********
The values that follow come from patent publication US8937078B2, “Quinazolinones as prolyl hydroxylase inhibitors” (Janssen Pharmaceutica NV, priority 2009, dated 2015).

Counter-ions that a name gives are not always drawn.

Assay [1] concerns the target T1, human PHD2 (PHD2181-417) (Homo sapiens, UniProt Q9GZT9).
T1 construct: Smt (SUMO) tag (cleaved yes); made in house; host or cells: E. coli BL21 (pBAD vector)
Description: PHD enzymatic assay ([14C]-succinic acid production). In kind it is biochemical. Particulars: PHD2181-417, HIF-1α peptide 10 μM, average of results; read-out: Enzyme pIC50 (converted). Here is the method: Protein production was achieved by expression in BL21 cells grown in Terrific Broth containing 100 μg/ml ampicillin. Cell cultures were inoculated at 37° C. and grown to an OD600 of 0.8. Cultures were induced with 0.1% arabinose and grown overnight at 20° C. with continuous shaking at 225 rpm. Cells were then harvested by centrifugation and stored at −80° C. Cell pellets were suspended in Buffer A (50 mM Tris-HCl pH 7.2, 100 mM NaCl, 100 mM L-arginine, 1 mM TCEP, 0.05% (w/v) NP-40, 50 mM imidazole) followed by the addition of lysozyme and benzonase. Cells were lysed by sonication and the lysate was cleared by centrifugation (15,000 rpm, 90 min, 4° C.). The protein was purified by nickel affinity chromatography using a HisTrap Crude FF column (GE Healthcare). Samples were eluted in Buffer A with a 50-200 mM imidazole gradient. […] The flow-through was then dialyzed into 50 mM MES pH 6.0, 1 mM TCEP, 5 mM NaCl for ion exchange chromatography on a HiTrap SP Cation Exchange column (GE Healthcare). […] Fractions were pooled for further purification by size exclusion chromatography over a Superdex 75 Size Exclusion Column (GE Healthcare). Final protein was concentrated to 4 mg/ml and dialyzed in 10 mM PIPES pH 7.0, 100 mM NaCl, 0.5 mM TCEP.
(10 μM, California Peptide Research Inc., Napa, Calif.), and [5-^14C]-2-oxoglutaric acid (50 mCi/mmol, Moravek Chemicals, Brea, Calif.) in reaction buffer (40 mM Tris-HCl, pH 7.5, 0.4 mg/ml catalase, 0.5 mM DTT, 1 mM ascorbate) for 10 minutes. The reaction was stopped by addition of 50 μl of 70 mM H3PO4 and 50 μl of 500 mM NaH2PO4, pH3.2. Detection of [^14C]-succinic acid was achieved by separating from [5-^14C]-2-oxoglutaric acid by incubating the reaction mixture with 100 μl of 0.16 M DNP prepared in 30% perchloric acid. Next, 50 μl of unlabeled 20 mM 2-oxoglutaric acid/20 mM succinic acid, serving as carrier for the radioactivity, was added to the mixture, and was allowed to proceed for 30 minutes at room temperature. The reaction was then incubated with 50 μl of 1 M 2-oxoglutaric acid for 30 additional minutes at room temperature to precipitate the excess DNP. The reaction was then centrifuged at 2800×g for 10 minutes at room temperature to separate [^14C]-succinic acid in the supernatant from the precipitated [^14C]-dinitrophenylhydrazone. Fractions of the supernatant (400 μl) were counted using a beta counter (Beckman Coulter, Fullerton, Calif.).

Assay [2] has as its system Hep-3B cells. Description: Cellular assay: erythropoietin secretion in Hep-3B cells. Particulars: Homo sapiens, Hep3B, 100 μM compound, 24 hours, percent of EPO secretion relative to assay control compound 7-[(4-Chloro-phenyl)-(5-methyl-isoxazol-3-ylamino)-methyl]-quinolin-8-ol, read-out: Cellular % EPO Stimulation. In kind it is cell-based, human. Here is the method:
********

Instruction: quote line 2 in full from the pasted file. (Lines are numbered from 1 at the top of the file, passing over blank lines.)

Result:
Counter-ions that a name gives are not always drawn.